Did/do you meet many international students? Was there an international environment or did/do you really need knowledge of the national language?

Yes, the university is clearly internationally oriented. I met students from many different countries and many local students who have gone or will be going on an exchange in the future. There is an international environment in which you can speak English on most occasions if you lack knowledge of Spanish, in which the International Relations office of the university is very active and helpful, and in which you are usually treated with curiosity, patience and understanding once the person you are talking to realises you’re a foreigner. Most Spanish students speak English and there is a sufficient amount of courses that are offered in that language (although you will probably need to puzzle in order to make them fit in your timetable). Speaking Spanish is definitely very useful, especially outside of the university, but not necessary within the university’s buildings. Moreover, the university offers Spanish courses for foreigners. Many inhabitants of the city speak some English, but speaking Spanish makes interaction much easier. If you do not intend to stay in the countryside for extended periods of time, learning Basque has no practical use, as basically everyone in the city speaks Spanish. However, if you are interested in Basque culture, learning Euskera may just prove to be a fun and enriching experience. In short, English could suffice, Spanish is very useful and Basque is unnecessary, but interesting.

What was the most surprising thing about this new culture?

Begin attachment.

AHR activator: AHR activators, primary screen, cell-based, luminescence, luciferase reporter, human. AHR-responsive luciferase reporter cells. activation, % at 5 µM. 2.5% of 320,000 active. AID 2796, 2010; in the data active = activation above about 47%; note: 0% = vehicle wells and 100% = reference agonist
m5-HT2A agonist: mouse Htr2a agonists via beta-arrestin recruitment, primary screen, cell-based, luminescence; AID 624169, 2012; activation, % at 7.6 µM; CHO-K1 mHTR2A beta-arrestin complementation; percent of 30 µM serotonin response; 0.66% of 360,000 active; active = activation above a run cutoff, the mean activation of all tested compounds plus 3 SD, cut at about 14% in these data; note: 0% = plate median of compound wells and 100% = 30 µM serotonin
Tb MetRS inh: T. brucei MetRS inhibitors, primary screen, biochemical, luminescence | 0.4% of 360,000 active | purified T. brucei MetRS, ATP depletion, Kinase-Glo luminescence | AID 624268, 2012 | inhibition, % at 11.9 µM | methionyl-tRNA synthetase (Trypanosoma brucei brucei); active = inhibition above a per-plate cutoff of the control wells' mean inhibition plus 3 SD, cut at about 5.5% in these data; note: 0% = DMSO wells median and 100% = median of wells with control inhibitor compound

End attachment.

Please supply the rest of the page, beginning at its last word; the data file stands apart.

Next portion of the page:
The fact that Basque nationalism is still very much alive and thriving today. Many local students strongly supported Catalan independence after a referendum was held there during my stay in Bilbao. Some even came to class regularly wearing t-shirts that had phrases on them supporting independence of the Basque Country (e.g. “Independentzia!”). Both before and after the referendum in Catalonia, I saw many public buildings that had been covered in graffiti and posters with phrases that called for Catalan and Basque independence and that called the Spanish government fascist and “franquista”, thereby referring to the times in which Spain was still a dictatorship led by Francisco Franco. Whereas government buildings were cleaned immediately after the graffiti or posters were discovered, a pedestrian tunnel close to my house was covered with these phrases for weeks. However, I also saw that those who support Basque and Catalan independence and amnesty for the ones who have been imprisoned as a consequence of their, often violent and sometimes even terrorist, struggles for Basque independence, are also the ones who have the loudest voices. I have met many people who fiercely oppose Basque and Catalan independence and believe that the incarceration of members of the ETA who have been convicted is just, but did not use graffiti, posters or t-shirts to convey their beliefs and opinions. What surprised me most, was that most people I met who support Basque and Catalan independence were young, while most people who oppose it are older and have experienced the dictatorship and the atrocities committed by the ETA. Thus, the Basque struggle for independence may be far from over and, perhaps, will occupy the Spanish and European political agendas again at some point in the future.